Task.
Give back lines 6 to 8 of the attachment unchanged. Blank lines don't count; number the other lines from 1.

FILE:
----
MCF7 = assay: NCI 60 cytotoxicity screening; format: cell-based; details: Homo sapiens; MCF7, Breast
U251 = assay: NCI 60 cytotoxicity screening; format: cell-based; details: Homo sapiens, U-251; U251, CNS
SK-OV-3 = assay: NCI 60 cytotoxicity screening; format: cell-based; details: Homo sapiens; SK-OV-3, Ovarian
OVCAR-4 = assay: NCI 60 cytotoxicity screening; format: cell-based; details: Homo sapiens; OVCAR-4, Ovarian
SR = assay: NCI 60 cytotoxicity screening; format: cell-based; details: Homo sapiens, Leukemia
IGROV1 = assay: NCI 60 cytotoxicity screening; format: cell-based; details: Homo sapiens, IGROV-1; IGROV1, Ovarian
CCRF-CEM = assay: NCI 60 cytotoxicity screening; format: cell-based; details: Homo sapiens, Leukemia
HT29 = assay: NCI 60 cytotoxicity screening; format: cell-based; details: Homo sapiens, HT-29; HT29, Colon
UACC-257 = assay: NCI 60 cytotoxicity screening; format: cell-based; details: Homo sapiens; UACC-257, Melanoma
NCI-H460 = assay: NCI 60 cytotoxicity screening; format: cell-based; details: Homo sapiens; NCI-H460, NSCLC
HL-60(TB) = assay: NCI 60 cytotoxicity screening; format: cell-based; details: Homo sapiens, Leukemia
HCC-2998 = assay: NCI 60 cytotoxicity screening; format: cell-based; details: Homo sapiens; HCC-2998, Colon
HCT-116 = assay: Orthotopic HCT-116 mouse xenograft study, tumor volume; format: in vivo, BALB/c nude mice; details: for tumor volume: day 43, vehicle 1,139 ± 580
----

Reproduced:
IGROV1 = assay: NCI 60 cytotoxicity screening; format: cell-based; details: Homo sapiens, IGROV-1; IGROV1, Ovarian
CCRF-CEM = assay: NCI 60 cytotoxicity screening; format: cell-based; details: Homo sapiens, Leukemia
HT29 = assay: NCI 60 cytotoxicity screening; format: cell-based; details: Homo sapiens, HT-29; HT29, Colon